Tuesday, November 8, 2016

Jumpin' Jesus- The Art of Crucifying

Jumpin' Jesus is a very overlooked German death metal band that formed in 1989, but didn't release anything until the early 90's. With only one demo and one full-length they failed to make a noticeable mark in death metal history, but that's not to say fans of the genre won't enjoy this record. 

When the vocals kick in on "Out of the Unknown" you know you're in for an evil satanic treat. The vocalist pounds his style into your head throughout the record, his vocals aren't anything particular special, but he does have a rather wide range compared to most death metal vocalist from around this time. He mainly sticks to growls and screams, but occasionally a raspy falsetto will find it's way out of his throat, along with some more traditional thrash style vocals. 

The guitar work on the album is noteworthy. It is easy to see that this department was heavily influenced by thrash. There are some fairly complex riffs to be found here, and the distortion is set just right. For the most part the record is played at a break neck pace, but Jumpin' Jesus isn't afraid of slowing down, this is best shown during "The King of Worms" when a fairly slow, epic riff kicks in, it doesn't stay long due to it being interrupted by a face melting solo, but it plays to be one of the most effective riffs on the record, and trust me it has some healthy competition.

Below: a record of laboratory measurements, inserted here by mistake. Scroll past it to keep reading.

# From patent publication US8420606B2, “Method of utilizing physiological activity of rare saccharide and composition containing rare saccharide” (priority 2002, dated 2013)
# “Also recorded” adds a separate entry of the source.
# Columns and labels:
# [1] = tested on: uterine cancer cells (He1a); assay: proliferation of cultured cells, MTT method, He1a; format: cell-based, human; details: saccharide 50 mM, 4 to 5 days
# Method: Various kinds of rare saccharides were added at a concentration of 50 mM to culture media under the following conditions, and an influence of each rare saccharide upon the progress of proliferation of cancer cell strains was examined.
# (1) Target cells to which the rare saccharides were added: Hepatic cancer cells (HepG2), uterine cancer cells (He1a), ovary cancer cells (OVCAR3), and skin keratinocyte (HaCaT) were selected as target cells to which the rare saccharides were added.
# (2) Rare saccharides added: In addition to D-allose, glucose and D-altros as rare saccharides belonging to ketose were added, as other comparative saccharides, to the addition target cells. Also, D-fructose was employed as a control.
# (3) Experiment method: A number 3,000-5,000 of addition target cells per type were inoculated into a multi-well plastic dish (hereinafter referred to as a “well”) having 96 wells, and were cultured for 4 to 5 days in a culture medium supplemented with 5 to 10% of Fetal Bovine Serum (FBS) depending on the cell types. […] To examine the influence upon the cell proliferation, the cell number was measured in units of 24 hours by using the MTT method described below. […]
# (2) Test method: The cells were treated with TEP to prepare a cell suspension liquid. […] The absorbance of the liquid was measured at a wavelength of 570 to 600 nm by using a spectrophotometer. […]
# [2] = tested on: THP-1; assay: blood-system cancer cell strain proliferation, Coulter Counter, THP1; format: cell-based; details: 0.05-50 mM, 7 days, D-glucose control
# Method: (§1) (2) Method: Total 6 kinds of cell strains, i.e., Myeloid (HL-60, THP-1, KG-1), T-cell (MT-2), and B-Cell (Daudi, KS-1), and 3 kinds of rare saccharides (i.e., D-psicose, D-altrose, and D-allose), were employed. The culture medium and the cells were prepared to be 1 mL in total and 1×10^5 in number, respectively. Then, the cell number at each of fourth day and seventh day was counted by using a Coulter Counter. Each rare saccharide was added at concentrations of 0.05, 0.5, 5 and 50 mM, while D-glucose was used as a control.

This album is also one of the few death metal records where the bass is audible throughout! Sure, a lot of the time the bass is just backing the guitar but every now and then you'll hear a little jazzy bass going on in the background, when this happens it only boosts the song's level on the metal meter. Without the bass being audible the record may have came off as hollow, but with it there and firing on all cylinders the album has a nice high end, low end ratio. 

The album has some odd effects peppered in. At times it seems as though you are listening to a cheesy 80's synth filled horror movie soundtrack, but these moments are short lived, due to the low end growls intruding and the neck snapping speedy riffs that are tearing the amp to shreds. Along with these odd effect and overtones are some really cool, eerie acoustic intros. Examples of this are "The King of Worms" and "Chaingang", the intros to these songs really create a great atmosphere for the old school chaos that is about to ensue. 

The drumming actually is pretty brutal as well, it isn't just non-stop blastbeats. It definitely isn't the most groundbreaking work either but there are some complex drum patterns to be found in the albums run-time. With all that being said, every single instrument has it's fair share of time to shine. The production is very clear for it's time, which was also noticeable on their demo. 

Bottom line: Go get yourself a neck brace and find this record ASAP. It's a shame this band didn't continue after this record was recorded, it and their demo show boat loads of potential. Any fan of death metal, especially die-hard old school fans must hear this album.

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